Carol Schmidlin, President of FedSavvy Educational Solutions exclusive interview with Mike Sorrentino, CFA, Chief Strategist at Global Financial Private Capital in Sarasota, Florida.
THE GOOD OL’ DAYS
Carol: Conservative investors have realized next to no return on bank CDs, money market funds, and other cash investments since the financial crisis in 2008. This war on seniors and savers has forced investors to choose to earn nothing in cash or use risky investments to generate an attractive return.
Mike: Expectations around when the Fed will raise interest rates has become the talk of both Wall Street and Main Street, as investors yearn for the days when a bank CD paid 5% in yield. I receive countless inquiries from investors asking this very question and during our conversation will run through a quick but thorough analysis to determine when we could see the first rate hike by the Fed.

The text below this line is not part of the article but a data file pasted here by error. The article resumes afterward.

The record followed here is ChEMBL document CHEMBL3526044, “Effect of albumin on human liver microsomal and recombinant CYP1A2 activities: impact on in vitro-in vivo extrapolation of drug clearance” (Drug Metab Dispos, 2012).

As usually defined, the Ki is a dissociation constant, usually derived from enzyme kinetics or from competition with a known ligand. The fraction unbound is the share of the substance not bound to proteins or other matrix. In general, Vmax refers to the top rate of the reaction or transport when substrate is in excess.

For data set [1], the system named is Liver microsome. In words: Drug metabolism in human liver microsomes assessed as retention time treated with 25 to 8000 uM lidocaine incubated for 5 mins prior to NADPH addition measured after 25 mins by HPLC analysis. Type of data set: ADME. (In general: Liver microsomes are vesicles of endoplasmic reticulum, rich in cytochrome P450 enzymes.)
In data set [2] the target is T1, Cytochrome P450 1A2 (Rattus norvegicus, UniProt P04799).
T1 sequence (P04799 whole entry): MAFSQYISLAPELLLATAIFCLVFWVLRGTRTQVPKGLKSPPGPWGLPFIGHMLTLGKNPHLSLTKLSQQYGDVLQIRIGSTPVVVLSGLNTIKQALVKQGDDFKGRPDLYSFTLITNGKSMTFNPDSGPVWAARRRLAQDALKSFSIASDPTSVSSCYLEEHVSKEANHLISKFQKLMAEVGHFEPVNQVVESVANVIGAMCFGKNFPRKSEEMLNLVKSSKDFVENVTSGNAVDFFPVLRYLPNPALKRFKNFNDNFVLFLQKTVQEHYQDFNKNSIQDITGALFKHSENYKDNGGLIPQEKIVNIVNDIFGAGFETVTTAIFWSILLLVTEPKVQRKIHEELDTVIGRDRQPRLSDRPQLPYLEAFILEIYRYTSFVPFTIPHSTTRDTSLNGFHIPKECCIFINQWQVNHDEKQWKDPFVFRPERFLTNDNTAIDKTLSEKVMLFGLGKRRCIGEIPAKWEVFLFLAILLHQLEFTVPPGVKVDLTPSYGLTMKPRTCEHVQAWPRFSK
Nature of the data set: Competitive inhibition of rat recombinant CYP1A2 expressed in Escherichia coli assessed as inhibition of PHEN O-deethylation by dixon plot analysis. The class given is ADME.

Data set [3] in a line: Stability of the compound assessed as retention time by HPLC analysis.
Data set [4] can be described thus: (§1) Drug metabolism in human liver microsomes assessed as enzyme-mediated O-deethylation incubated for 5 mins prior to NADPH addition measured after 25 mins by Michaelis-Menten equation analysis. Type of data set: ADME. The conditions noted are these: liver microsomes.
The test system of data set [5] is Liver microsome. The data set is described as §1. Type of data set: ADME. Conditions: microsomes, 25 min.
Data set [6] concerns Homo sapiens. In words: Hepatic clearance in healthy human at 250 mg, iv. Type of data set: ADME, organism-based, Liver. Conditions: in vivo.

Carol: Can you share your thoughts with our readers on when rates will rise?
Mike: In order to answer the question of when rates will rise, it’s first important to understand why the Fed would even want to raise rates.
If our economy is growing very fast, overall demand for products rises as consumers and businesses spend rapidly, which will often cause inflation to surge. Too much inflation can be devastating, so the Fed tries to manage the level of inflation in our economy at all times.